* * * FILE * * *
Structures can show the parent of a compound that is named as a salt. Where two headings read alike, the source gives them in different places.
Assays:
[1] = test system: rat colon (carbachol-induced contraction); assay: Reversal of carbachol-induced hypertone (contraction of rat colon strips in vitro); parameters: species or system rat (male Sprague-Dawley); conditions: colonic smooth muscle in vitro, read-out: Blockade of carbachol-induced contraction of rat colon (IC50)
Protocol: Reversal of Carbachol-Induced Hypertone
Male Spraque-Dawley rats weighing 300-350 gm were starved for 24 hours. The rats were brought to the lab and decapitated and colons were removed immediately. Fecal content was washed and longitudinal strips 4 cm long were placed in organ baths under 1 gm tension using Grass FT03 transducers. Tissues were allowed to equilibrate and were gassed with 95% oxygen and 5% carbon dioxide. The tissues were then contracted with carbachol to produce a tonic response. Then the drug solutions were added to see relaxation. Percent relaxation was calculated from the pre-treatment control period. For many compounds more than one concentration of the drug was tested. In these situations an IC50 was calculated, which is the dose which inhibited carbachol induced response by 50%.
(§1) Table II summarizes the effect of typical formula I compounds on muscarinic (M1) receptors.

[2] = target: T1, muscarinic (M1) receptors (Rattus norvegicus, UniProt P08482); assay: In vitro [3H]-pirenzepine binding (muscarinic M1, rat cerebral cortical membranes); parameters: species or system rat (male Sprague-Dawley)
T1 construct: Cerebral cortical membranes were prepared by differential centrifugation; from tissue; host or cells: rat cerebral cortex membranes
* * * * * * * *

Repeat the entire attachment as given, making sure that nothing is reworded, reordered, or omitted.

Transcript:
Structures can show the parent of a compound that is named as a salt. Where two headings read alike, the source gives them in different places.
Assays:
[1] = test system: rat colon (carbachol-induced contraction); assay: Reversal of carbachol-induced hypertone (contraction of rat colon strips in vitro); parameters: species or system rat (male Sprague-Dawley); conditions: colonic smooth muscle in vitro, read-out: Blockade of carbachol-induced contraction of rat colon (IC50)
Protocol: Reversal of Carbachol-Induced Hypertone
Male Spraque-Dawley rats weighing 300-350 gm were starved for 24 hours. The rats were brought to the lab and decapitated and colons were removed immediately. Fecal content was washed and longitudinal strips 4 cm long were placed in organ baths under 1 gm tension using Grass FT03 transducers. Tissues were allowed to equilibrate and were gassed with 95% oxygen and 5% carbon dioxide. The tissues were then contracted with carbachol to produce a tonic response. Then the drug solutions were added to see relaxation. Percent relaxation was calculated from the pre-treatment control period. For many compounds more than one concentration of the drug was tested. In these situations an IC50 was calculated, which is the dose which inhibited carbachol induced response by 50%.
(§1) Table II summarizes the effect of typical formula I compounds on muscarinic (M1) receptors.

[2] = target: T1, muscarinic (M1) receptors (Rattus norvegicus, UniProt P08482); assay: In vitro [3H]-pirenzepine binding (muscarinic M1, rat cerebral cortical membranes); parameters: species or system rat (male Sprague-Dawley)
T1 construct: Cerebral cortical membranes were prepared by differential centrifugation; from tissue; host or cells: rat cerebral cortex membranes